In a “Phantom” state of mind – part 2 (Jonathan Roxmouth appreciation post)

So I saved the best for last.

And because I know this is going to be looooong.  -___- 

The Phantom.

Everyone has their own preconception of what the Phantom should sound like or be like. Michael Crawford will always have a special place in everyone’s heart (including mine), because he was the first stage Phantom (and also the first Phantom I heard…on the CD, that is). For many people he set the template for all future Phantoms. He incorporated subtle inputs and mannerisms, still used by many stage Phantoms today, and he presented the character as he actually is – a really creepy middle-aged man obsessed with a teenager. I know that the Phantom is supposed to be a tenor, having said that, I’m not going to be apologetic when I say that my personal preference have always leant more towards powerful, rough, edgy, full yet raspy-voiced  baritones (or baritenors) who can hit those soaring high notes. (I guess that’s why I actually liked Gerik from the movie adaptation despite the portrayal being lambasted by critics and loyal phans).  But, alas, these gems are few and far between.

For the longest time after the announcement near the end of 2011 that POTO will be coming to Manila in August 2012 there was no news about who will be playing the Phantom. Speculations grew. Lea Salonga dropped a hint that it’ll be Brad Little, but it was learned later on that he’s still committed to Evita in Broadway by then. And so the guessing game continued. The news only broke, I think,  just shortly before the cast arrived. With the exception of Christine, almost the entire cast and production team is carried over from the recently concluded South African run. A name at last: Manila’s Phantom – our Phantom –  is Jonathan Roxmouth! The main protagonists in the Manila cast are very young – Claire Lyon, Anthony Downing, and Roxmouth himself, are just in their mid-twenties! *gasp!* (I will learn later on that Jonathan Roxmouth is, in fact, the youngest English language Phantom ever – a mere 24 when he was cast in 2011! Very impressive! What was I doing when I was 24? *sigh*) The Philippine press unashamedly played up this proximity in age, knowing how the Filipinos love an onstage-to-offstage love triangle, which understandably drew some misgivings from faithful phans because Erik is supposed to be middle-aged dammit so why play that aspect up stupid press?!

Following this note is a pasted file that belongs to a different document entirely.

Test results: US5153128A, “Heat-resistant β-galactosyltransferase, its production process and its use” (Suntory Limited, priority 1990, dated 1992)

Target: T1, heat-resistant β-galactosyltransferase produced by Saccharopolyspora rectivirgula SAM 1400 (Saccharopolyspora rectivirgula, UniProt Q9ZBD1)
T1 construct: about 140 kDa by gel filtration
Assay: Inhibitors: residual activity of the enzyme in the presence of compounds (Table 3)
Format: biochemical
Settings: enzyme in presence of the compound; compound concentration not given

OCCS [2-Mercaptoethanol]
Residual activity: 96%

At the Phantom Gala Party: (from left) Jonathan Roxmouth, Claire Lyon, Anthony Downing (a.k.a. The Phantom, Christine, and Raoul)

As excited as I was about the show, I was almost hyperventilating by the time the story moved toward The Mirror scene, at the edge of my seat, gnashing my teeth in anticipation. It would’ve been perfectly acceptable  to me had Roxmouth been yet another one of those usual high (sometimes shrill) tenors and I’d honestly resigned myself to expect that. I was feeling the magic of watching it live for the first time anyway and anything would’ve been fine. But when that scornful ‘Insolent boy!’  rang out and I heard my first earful of Roxmouth’s Phantom, I almost jumped out of my skin. In the words of the Phantom, he was “…in a word, ideal.”